A common question that people have about bankruptcy is whether they will be able to “wipe out” (referred to in bankruptcy terminology as “discharge”) certain taxes owed to the Federal and State governments if they file bankruptcy.
If you file a Chapter 7 bankruptcy case, then your income taxes can only be wiped out if all of the following are true:
- the due date for the tax return for the tax year in question must be more than three years ago,
- the tax return for the tax year in question must have been filed on time (if the tax return was not filed on time, then it must have been filed more than two years ago), and
- the tax must have been assessed against you by either the Federal or State government at least 240 days (eight months) ago.
In addition, your income taxes cannot be wiped out in bankruptcy if you filed tax returns that were fraudulent or if you took any action to intentionally attempt to avoid the tax. If the government determines that you have filed fraudulent tax returns or have intentionally attempted to avoid paying your taxes, then those taxes may not be wiped out in bankruptcy.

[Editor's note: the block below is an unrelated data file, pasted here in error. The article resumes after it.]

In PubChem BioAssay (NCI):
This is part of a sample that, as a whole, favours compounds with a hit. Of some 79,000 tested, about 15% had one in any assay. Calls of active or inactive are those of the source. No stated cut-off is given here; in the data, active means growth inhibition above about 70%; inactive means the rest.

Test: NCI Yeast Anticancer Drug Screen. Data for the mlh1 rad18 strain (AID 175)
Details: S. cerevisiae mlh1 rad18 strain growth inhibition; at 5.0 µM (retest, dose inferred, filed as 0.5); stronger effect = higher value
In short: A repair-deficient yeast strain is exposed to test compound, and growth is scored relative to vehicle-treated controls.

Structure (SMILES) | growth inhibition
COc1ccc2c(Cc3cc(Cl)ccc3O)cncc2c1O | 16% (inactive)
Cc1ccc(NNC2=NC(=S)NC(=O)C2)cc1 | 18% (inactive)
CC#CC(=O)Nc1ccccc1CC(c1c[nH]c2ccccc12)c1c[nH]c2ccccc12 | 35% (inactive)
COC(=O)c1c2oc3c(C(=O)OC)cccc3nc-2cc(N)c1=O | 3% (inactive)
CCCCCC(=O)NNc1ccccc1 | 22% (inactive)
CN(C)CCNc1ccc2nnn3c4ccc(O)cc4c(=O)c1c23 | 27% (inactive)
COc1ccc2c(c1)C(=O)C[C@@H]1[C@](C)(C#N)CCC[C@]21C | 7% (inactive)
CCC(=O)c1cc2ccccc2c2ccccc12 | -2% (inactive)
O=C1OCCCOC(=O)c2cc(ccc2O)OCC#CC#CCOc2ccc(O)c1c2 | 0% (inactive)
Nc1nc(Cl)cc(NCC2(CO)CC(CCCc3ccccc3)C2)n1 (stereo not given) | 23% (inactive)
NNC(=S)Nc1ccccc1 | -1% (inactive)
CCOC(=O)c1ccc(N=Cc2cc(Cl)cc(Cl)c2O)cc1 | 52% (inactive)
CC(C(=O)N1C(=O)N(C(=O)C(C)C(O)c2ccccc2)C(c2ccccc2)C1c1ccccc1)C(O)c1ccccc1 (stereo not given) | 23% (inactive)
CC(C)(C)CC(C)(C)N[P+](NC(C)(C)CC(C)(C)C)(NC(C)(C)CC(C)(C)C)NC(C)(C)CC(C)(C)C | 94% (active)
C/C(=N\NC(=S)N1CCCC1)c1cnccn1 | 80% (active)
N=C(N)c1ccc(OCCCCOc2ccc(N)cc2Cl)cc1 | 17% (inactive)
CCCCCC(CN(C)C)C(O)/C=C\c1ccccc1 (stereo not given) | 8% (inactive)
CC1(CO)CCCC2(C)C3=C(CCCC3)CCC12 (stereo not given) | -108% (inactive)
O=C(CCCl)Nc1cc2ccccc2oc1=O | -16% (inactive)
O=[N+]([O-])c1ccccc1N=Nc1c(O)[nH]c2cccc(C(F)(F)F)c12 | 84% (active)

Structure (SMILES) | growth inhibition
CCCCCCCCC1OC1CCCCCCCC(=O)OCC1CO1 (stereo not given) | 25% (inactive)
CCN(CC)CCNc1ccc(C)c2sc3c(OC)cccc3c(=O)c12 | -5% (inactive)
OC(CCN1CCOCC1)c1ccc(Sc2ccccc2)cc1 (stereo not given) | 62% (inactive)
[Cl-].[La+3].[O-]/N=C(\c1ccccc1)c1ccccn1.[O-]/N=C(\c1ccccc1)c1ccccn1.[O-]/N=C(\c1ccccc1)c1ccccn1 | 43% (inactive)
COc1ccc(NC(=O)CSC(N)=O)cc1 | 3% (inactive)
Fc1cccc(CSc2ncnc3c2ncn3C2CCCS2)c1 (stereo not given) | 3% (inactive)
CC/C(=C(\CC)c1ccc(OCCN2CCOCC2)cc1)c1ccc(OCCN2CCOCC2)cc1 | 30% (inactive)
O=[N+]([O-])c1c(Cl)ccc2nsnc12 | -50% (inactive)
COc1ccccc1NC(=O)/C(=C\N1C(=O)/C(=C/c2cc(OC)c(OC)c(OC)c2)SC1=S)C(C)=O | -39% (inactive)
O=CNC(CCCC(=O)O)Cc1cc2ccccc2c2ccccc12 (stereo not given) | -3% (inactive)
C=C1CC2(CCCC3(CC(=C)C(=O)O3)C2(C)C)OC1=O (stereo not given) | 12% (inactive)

It is important to realize that even when your tax debts cannot be wiped out in bankruptcy, then you may still be able to file a Chapter 13 bankruptcy case that will allow you to pay off your tax debts. Chapter 13 bankruptcy will stop the government from continuing to add interest on the amount owed for your tax debts, and Chapter 13 bankruptcy can allow you to create a manageable repayment plan during which time your tax debts can be paid off.
The determination of whether you will be able to wipe out your tax debts in bankruptcy may be a large factor in deciding whether bankruptcy is the right option for you, and you should speak with an experienced bankruptcy attorney who can assist you in reviewing your tax debts to see which, if any, of your tax debts can be wiped out by filing bankruptcy.